I met the young lady who became Mrs. Hoge in the Grand Ballroom of the Waldorf-Astoria just before 6 pm on the Saturday of Halloween weekend, 1977.
The Audio Engineering Society was having its Fall convention at the Waldorf, and the main exhibit area was in the Grand Ballroom. I had presented a paper on loudspeaker driver parameter measurement that afternoon and was spending the rest of Saturday checking out the exhibits. It was almost closing time when I got to the booth for Harrison Systems.
Henry Martin, an old friend from Boy Scouts and high school, worked for Harrison. He was giving a demo of a Harrison recording console to a very attractive young lady who seemed intent on learning as much as she could. I waved at Henry, and he waved me over. It was almost closing time, and Henry wanted to get to supper with his wife. He introduced me to the girl, noting that she was just finishing her degree in Audio Production at Indiana University, that my job was currently based in Elkhart, Indiana, and that I had worked as a recording engineer in the music business in Nashville.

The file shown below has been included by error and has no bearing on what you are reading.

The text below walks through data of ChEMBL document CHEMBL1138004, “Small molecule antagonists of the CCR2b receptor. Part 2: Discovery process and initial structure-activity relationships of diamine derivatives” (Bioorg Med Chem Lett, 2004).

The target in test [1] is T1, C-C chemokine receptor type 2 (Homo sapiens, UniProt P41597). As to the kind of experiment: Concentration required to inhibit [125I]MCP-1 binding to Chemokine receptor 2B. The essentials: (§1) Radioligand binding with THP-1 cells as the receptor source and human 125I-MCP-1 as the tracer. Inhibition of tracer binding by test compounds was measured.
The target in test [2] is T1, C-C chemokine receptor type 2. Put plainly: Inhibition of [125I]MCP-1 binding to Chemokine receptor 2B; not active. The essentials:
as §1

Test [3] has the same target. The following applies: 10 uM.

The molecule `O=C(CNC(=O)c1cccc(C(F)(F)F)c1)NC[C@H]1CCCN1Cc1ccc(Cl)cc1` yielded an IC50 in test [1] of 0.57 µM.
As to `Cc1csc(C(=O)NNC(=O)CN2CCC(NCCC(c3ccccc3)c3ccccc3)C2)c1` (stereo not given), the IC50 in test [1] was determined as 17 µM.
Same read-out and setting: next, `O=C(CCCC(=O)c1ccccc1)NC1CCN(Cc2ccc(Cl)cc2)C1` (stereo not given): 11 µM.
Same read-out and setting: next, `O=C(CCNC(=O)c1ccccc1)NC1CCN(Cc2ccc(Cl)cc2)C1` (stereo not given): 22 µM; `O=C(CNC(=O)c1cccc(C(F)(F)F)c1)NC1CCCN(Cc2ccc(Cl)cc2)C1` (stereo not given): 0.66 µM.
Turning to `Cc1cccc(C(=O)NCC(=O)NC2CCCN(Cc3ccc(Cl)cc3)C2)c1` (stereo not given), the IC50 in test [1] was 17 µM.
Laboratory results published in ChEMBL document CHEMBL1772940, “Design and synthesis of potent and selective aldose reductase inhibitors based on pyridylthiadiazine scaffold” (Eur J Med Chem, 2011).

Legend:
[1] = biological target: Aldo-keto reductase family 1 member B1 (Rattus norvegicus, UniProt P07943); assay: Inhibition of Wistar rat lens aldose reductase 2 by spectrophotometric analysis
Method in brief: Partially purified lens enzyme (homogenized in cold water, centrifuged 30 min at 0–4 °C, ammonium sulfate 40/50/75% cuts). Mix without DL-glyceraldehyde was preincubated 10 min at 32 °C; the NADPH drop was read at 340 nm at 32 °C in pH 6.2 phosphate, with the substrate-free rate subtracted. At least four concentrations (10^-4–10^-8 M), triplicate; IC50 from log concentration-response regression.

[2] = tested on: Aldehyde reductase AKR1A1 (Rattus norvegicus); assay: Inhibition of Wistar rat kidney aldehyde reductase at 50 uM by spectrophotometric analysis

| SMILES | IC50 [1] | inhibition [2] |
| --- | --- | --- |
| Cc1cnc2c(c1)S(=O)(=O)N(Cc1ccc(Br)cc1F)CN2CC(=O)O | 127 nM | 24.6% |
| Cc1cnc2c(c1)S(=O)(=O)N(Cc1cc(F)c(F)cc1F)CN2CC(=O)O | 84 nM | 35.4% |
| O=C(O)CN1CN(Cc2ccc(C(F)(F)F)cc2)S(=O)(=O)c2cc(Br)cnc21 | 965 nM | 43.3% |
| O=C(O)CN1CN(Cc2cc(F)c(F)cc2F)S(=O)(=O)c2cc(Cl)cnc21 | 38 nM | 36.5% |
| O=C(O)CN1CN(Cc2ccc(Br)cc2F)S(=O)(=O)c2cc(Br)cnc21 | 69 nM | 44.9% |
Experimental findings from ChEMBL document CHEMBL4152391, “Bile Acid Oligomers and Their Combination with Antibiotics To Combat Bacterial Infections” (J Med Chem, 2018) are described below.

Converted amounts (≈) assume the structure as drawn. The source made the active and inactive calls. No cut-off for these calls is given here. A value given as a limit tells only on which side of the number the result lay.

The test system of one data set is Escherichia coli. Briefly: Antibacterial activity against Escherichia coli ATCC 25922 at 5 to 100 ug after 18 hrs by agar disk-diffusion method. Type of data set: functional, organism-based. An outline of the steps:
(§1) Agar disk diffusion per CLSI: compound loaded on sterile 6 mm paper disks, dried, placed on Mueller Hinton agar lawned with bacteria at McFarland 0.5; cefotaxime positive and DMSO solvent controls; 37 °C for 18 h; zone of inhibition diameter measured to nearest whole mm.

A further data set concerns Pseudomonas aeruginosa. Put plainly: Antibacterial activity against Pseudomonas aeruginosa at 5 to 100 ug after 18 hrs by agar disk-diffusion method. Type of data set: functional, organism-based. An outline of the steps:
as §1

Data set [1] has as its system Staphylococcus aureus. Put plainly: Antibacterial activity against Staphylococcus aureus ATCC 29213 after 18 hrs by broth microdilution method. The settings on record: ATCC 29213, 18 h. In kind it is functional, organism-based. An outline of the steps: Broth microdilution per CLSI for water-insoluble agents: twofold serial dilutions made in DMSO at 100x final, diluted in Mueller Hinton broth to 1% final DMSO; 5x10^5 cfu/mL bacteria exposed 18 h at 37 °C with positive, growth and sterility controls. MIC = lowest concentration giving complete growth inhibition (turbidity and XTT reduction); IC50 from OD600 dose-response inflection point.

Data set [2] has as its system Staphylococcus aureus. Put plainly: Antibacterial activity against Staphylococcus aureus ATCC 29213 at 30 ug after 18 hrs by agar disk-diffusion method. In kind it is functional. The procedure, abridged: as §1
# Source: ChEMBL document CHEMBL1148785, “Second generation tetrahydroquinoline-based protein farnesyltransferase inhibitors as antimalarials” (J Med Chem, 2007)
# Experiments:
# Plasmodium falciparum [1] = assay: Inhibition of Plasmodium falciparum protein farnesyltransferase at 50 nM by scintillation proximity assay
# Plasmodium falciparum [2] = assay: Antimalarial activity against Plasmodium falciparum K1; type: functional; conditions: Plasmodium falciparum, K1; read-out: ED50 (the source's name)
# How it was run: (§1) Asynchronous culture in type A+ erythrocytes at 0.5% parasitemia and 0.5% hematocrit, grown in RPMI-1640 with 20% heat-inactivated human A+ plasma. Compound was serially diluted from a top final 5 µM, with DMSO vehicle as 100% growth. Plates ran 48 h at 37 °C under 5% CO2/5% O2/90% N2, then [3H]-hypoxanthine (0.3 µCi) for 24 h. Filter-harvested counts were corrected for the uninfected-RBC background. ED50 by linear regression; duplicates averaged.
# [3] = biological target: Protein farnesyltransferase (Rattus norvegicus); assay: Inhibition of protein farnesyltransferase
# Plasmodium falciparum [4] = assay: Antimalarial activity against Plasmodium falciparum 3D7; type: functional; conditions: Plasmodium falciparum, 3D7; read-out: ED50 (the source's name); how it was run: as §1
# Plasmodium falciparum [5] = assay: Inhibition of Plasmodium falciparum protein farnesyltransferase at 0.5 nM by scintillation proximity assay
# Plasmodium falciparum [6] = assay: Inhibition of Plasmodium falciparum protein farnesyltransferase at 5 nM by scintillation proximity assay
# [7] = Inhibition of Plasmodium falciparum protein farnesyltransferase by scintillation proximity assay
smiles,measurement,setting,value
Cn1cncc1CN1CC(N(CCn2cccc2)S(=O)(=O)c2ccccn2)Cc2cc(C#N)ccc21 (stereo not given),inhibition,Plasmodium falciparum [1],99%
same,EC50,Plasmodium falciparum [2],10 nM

The exhibits were closing, so I invited her to dinner. She said no. She had plans that evening with the friend she was staying with. So I asked her to lunch, and she said yes to that.
Lunch the next day was at Oscar’s in the Waldorf. Since she’d never had one, I ordered her a Waldorf salad. I asked if she had plans for the awards banquet that evening. She said that she had a ticket. Who was she going with? No one. I was stunned. There were five or six thousand men at that AES convention and maybe a half-a-dozen women who weren’t booth babes, and this beautiful woman didn’t have a date. How about going with me? OK.
We kept in touch afterwards, did some long distance dating, and wound up both moving to Nashville at the same time a year later. (Back to Nashville in my case.) And about a year after that we were married.